Extreme heat and a small chance of rain on the horizon for Kansas crops
An agronomist who covers Southwest Kansas says crops conditions could deteriorate quickly without relief from extreme heat and dryness.
“We need a break from Mother Nature. That’s the biggest factor affecting all crops across the board.”
Tim Spector is the agronomy division manager for Pride Ag Resources in Dodge City, a division of Farmers Cooperative, and says the clock is ticking. “Irrigated corn is hanging in there. Milo is hanging in there. We’re forecast for a rain on Saturday, but if we don’t get that we have 10 days of 104-plus temperatures. It’s pretty tough conditions out there right now.”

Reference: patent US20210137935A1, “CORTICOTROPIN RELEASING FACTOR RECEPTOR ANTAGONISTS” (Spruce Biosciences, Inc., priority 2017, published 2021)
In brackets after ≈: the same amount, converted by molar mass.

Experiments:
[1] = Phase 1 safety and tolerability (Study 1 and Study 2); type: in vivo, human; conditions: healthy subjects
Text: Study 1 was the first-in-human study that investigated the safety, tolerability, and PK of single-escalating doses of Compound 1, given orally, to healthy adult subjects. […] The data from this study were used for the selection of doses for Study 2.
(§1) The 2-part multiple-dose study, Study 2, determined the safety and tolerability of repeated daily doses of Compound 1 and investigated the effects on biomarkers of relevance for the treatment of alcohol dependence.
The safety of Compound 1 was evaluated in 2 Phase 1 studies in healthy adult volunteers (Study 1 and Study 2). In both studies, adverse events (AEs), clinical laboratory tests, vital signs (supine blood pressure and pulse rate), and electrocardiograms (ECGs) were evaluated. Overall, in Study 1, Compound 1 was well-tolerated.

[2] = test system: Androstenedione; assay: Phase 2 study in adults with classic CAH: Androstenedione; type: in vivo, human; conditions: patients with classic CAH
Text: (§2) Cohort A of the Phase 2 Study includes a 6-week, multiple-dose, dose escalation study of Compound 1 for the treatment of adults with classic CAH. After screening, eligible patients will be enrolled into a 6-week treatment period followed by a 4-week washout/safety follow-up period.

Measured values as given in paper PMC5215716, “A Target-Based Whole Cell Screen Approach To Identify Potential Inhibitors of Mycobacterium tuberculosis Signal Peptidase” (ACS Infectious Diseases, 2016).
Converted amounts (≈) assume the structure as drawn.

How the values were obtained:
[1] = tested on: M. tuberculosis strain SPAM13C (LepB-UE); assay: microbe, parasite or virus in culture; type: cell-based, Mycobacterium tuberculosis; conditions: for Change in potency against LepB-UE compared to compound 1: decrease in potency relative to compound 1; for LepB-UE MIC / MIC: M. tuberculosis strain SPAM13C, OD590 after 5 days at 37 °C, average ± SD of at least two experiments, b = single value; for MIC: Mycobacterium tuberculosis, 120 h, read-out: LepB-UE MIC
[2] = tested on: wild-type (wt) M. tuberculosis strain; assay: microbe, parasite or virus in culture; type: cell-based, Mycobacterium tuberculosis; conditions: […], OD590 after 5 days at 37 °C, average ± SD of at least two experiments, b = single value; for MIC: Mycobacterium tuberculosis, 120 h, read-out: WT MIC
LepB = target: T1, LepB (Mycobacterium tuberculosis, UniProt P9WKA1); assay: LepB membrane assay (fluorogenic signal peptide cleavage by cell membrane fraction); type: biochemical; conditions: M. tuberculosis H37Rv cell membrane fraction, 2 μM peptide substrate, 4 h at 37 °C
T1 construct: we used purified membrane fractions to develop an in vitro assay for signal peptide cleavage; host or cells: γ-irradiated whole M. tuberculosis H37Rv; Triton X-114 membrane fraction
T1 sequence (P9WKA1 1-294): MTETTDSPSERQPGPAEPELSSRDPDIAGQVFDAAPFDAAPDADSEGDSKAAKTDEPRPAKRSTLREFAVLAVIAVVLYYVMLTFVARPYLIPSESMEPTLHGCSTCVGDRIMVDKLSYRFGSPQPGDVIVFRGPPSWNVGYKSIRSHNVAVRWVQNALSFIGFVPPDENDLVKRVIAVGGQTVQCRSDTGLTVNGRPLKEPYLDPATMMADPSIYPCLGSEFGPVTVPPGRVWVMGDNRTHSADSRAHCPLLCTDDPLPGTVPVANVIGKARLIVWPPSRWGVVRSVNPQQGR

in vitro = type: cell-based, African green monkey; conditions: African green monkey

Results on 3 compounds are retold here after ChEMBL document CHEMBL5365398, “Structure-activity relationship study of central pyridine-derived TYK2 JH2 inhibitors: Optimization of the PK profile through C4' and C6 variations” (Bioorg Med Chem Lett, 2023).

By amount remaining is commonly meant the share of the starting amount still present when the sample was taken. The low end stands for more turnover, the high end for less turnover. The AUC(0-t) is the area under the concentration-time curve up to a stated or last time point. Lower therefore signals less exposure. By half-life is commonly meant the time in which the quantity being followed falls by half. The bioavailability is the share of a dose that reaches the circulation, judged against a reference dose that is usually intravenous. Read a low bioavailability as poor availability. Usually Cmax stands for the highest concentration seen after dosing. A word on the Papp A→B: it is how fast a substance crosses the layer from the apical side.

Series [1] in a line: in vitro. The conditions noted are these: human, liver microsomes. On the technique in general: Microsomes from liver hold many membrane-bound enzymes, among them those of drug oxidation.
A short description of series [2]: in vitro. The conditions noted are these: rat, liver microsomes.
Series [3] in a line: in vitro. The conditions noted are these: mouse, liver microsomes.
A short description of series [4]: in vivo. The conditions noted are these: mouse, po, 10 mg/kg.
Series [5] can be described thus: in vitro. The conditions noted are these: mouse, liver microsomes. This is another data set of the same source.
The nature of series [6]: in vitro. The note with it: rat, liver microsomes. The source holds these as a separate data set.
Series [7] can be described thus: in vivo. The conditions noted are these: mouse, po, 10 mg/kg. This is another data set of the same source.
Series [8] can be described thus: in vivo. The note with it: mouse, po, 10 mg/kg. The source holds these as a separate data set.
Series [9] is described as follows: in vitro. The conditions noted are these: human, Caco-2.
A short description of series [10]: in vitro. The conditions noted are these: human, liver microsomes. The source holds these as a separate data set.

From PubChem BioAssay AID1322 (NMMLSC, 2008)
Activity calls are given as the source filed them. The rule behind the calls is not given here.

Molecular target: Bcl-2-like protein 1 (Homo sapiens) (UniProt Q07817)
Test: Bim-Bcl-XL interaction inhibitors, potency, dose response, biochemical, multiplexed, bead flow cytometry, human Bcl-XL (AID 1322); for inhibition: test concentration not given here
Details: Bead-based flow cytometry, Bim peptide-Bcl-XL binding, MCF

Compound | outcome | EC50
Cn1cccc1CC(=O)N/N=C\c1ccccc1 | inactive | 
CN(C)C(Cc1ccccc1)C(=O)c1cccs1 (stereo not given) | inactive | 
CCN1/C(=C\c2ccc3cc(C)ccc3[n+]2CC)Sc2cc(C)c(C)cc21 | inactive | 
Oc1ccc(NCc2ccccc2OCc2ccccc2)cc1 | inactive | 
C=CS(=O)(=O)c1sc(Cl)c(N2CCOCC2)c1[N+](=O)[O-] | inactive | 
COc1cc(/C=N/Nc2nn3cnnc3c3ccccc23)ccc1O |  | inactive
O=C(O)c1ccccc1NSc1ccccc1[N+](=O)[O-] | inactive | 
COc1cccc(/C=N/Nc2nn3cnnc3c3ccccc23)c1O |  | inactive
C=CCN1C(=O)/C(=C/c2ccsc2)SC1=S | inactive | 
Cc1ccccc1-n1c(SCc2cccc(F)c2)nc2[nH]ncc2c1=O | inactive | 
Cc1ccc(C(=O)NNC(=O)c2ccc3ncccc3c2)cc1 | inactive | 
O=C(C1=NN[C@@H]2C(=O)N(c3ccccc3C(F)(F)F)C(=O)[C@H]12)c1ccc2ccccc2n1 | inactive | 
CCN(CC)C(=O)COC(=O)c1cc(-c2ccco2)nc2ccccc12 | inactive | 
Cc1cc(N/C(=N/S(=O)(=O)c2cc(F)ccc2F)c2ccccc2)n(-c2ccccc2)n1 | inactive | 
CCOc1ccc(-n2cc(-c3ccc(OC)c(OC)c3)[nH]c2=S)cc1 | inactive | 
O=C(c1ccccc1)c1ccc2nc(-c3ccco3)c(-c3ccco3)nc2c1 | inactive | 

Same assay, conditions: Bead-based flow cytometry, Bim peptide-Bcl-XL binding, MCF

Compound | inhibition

He tells Brownfield corn should start pollinating in the next few weeks. “Right now, we’re ok, but if we get to the first part of August or at the end of this month, we’re going to have to have some cooling temperatures otherwise there will be some effects on yield because it’s going to hurt pollination.”
According to the latest U.S. Drought Monitor, that area is in extreme to exceptional drought.